Guest Post by: Jo Stratmann
This is not just because the government subsidised high speed internet aids online shopping, but also because China’s has an expensive, inefficient ‘bricks-and-mortar‘ retail ecosystem and so a quarter of Chinese shoppers seek products online because they are not physically available in-store.
The rise in value of e-commerce in China could also impact the social commerce market as Chinese e-shoppers are big users of social media.
As Chinese shoppers are somewhat reticent to trust sellers or advertising messages they turn to online customer reviews to form their opinions and according to BCG, over 40% of Chinese online shoppers read and post product reviews online. This is twice as likely as American online shoppers and four times as likely as Indians.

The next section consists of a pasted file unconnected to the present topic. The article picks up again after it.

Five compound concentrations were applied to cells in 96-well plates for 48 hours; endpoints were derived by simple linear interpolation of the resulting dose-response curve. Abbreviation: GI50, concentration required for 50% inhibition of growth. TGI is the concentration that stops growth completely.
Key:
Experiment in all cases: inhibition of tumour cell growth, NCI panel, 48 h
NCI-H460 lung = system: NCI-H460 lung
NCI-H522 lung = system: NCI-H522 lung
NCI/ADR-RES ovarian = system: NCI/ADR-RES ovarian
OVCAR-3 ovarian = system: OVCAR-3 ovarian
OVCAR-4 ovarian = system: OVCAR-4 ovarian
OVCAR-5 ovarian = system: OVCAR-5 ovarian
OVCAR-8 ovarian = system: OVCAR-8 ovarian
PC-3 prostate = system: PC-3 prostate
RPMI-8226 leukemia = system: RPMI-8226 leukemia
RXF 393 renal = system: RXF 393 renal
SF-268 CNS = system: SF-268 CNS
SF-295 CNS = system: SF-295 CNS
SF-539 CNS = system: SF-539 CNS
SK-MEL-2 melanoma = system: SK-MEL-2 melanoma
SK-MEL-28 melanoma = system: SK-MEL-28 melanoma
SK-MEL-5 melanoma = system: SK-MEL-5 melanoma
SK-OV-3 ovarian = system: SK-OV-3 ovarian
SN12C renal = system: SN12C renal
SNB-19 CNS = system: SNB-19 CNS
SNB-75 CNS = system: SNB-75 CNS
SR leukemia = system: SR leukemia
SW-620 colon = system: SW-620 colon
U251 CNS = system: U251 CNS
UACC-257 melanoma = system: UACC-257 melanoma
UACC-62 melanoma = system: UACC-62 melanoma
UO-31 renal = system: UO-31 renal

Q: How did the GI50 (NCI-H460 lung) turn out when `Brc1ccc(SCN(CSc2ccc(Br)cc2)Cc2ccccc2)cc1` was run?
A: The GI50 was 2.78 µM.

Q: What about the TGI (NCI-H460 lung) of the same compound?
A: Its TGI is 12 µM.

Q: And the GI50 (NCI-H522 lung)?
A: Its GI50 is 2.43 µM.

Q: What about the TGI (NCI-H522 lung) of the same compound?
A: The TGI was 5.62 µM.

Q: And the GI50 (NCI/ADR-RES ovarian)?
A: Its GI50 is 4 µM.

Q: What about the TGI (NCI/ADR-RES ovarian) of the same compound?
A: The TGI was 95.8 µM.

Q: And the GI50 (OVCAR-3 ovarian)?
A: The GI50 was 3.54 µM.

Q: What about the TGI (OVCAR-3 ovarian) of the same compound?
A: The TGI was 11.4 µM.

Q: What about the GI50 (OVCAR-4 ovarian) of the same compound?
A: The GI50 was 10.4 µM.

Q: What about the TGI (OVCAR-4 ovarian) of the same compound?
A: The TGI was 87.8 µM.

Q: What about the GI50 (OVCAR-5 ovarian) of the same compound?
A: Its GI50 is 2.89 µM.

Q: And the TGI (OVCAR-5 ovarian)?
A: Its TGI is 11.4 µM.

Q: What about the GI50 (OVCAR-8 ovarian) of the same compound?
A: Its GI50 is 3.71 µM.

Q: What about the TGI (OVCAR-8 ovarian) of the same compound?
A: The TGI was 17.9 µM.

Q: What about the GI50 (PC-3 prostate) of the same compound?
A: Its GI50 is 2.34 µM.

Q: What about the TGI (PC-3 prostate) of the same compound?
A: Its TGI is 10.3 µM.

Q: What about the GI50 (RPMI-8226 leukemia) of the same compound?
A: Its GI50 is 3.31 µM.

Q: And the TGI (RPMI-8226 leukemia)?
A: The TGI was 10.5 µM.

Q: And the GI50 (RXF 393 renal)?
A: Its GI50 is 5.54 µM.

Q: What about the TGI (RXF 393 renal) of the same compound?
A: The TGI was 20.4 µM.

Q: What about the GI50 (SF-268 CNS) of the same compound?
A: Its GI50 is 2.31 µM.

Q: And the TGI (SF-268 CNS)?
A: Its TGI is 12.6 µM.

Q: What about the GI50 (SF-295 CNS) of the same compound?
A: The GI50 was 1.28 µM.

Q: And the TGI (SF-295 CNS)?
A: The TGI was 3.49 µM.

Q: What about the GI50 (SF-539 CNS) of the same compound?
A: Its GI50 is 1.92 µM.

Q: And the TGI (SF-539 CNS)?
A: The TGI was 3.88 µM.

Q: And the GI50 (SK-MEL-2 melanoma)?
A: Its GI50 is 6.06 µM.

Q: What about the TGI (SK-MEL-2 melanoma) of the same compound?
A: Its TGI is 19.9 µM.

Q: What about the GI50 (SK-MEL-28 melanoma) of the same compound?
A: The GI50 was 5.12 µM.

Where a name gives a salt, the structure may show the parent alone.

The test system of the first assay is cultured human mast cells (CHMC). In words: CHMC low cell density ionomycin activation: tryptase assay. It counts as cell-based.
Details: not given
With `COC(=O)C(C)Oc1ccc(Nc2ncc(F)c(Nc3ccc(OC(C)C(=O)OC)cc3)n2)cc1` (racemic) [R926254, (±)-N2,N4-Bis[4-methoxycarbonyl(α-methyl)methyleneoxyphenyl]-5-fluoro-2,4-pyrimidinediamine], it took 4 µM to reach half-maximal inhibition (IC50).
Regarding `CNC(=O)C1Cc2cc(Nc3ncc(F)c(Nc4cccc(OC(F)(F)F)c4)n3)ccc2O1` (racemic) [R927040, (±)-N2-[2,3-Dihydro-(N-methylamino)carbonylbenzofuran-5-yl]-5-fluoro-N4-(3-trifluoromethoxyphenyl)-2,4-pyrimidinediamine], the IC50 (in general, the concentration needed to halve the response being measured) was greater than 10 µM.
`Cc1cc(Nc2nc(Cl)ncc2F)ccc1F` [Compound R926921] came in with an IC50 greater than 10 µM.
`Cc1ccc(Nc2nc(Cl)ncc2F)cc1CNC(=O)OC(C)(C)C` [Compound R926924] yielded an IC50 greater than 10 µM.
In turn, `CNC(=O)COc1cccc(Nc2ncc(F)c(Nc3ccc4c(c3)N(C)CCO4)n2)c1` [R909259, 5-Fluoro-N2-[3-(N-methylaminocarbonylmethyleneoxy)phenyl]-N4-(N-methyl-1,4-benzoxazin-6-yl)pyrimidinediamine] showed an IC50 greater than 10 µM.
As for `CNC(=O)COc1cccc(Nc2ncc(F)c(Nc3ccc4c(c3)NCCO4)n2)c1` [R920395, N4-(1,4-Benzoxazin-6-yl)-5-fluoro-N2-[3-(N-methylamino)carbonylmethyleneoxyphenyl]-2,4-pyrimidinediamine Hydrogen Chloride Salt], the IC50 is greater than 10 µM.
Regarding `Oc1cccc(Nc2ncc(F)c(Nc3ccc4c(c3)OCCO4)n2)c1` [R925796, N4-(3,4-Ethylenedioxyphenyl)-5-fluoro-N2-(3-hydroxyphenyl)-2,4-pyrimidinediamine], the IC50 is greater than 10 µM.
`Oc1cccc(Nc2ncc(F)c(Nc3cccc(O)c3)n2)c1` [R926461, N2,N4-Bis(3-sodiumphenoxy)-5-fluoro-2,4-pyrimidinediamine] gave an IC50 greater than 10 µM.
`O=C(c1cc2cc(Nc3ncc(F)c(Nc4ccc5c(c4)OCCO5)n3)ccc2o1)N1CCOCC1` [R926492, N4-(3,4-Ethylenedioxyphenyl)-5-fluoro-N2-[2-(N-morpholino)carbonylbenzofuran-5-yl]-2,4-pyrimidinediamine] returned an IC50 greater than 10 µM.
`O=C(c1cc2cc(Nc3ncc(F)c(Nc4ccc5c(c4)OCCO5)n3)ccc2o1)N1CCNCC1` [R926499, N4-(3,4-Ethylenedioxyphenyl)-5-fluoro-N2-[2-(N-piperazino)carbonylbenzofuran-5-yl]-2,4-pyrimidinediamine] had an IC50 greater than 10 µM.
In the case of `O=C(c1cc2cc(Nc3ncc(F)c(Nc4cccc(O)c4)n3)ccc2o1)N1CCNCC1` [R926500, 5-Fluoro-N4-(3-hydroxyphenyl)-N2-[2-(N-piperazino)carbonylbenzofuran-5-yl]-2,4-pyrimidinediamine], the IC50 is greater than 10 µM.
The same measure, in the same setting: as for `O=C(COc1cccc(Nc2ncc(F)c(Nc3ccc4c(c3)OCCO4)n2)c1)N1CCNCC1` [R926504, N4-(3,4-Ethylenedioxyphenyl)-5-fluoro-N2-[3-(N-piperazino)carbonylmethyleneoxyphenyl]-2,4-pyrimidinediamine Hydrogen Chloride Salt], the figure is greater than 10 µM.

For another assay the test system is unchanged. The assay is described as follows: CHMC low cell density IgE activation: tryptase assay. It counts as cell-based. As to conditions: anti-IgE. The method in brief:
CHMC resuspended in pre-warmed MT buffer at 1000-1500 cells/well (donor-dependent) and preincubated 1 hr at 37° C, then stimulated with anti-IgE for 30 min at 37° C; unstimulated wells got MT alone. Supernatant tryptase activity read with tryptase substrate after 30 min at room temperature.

So what should retailers do to take advantage of the growing social and e-commerce market space in China?
Aside from considering the value of an e-commerce presence in Chinese, brands would do well to secure their presence on sites like Sina Weibo – a Chinese social networking site with over 200 million registered users – or other Chinese social networking sites like Tencent WeiBo or Ren Ren.
Retailers may also want to think about how to start engaging Chinese audiences online, not just in terms of where to engage them, but how to engage them in the context of a wider brand and social media strategy.
And as China is accountable for a large share of share of mobile social media revenue at the moment, it seems that China could lead to some interesting new online revenue streams in terms of both e-commerce and social commerce, as well as mobile shopping.
You can read the full BCG report here.